Now, of course, a discussion about spoilers would be incomplete without addressing the Marvel Cinematic Universe (MCU). As a pioneer of spoiler warnings and pleas from cast members not to reveal anything, they are in large part responsible for the sudden influx of 'don't spoil the film!' messages from production companies. The release of ‘Avengers: Endgame’ in 2019 saw directors Joe and Anthony Russo install a 'spoiler ban' on the film, asking viewers not to ruin the film for other people, complete with its own hash tag, #DontSpoilTheEndgame. This came after a man was beaten up for shouting spoilers outside of a cinema in Hong Kong, an act which begs the question - why is it such a big deal? Much of the plot had already been guessed through various fan theories created in the year between the release of ‘Infinity War’ and ‘Endgame’. In fact, pictures released from the set had given away a large factor in the final film's plot. Surely the moratorium on spoilers was pointless given the already accurate theories?
Despite this, ‘Endgame’ raked in nearly $2.8 billion and was nominated for an Academy Award. It did not suffer at all from spoilers because, after twenty years, who wasn't about to see the last film in the dominating cinematic universe? The strategic spoiling done by the film's stars (namely, Tom Holland and Mark Ruffalo, one of whom live streamed a quarter of an unreleased film at the premiere) only helped their cause by piquing the public's interest. Of course, the overarching influence of Disney and the MCU is another question and one more beautifully answered by Martin Scorsese, but it really does beg the question of why spoilers now are treated like the plague if it doesn't even affect the box office.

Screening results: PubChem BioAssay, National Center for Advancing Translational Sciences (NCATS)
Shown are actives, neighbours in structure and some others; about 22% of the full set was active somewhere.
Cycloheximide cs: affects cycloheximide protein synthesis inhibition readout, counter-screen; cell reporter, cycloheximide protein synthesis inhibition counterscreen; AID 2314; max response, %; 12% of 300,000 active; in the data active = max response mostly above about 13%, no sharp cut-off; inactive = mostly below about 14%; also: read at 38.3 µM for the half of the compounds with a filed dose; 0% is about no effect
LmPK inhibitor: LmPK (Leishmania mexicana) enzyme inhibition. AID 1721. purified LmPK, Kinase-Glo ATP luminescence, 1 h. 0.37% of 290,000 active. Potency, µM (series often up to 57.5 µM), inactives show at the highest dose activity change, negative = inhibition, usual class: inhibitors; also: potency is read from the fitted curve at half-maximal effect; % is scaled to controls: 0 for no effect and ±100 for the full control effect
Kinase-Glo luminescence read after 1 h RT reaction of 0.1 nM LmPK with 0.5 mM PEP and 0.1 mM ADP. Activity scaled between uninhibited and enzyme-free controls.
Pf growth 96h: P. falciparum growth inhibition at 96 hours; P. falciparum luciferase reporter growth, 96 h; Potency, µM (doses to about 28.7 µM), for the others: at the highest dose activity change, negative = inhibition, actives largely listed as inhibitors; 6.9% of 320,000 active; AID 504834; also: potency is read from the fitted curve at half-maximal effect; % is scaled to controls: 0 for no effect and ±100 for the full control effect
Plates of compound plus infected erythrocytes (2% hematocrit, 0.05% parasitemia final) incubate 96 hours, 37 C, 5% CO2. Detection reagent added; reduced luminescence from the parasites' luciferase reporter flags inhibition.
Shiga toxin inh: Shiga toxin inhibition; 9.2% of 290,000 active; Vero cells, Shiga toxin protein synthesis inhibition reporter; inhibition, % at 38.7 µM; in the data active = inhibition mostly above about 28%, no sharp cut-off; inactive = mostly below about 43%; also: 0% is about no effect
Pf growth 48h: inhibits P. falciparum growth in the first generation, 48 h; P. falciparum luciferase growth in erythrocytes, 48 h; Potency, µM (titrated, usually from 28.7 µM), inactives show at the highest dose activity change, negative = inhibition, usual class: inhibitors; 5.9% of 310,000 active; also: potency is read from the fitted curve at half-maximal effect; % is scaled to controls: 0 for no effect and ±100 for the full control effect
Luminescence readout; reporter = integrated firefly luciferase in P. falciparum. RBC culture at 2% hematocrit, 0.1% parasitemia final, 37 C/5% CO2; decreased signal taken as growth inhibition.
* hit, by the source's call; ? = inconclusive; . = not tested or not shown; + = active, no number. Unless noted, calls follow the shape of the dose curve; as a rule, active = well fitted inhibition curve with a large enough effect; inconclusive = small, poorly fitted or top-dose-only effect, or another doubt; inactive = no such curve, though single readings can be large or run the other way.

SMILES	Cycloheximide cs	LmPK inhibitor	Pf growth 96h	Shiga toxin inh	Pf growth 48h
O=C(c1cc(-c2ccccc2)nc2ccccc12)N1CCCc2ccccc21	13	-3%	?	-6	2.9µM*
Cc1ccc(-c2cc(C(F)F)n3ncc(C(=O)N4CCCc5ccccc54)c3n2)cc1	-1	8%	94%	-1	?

For independent cinema and films not protected by giants such as Disney who are sure to rake in a profit regardless of what they put out, this is a whole different ballgame. These films aren't guaranteed success, and have to find support outside of mainstream audiences, while Disney's remakes of ‘The Lion King’ and ‘Aladdin’ (2019) pulled in over $1 billion each despite being stories made in far more compelling animation that are known to most of the world. More likely than not, these films are created by a drive for profits from a reliable audience. The reason for these remakes isn't for the sake of the plot as neither film adds anything substantial to the original. Rather, the success of Disney's live-action craze is rooted in nostalgia. The feeling of a film, again, is how watching translates into enjoyment. And, even though there are different hoops for independent cinema to jump through, this applies to all films.
As such, to me, spoilers don't matter. A film can be enjoyed, criticised, hated, or loved regardless of prior knowledge. Knowing the bare outlines of the film - the plot - doesn't take away from what actually makes the film. All the components, the lighting, cast, dialogue, editing, and emotions, all the things that make a film, cannot be conveyed through spoilers. Knowing the twist in ‘Us’ (2019) doesn't detract from the power and volatility in Lupita Nyong'o's performance just as knowing that Kevin Spacey is Keyser Söze doesn't make ‘The Usual Suspects’ any less thrilling. The power of cinema is that it isn't carried by plot alone, and everything adds to the overall story. A film isn’t made purely for the ending. Going into a film knowing the plot only takes one part of an immersive experience away. If it didn't, surely the deep-seated horror and the pure excitement at hearing Michael Corleone say "I know it was you, Fredo" would lose its charm. Seeing the reputation of ‘The Godfather’ trilogy forty plus years later - it clearly hasn't.
Edited by Juliette Howard, Deputy Film Editor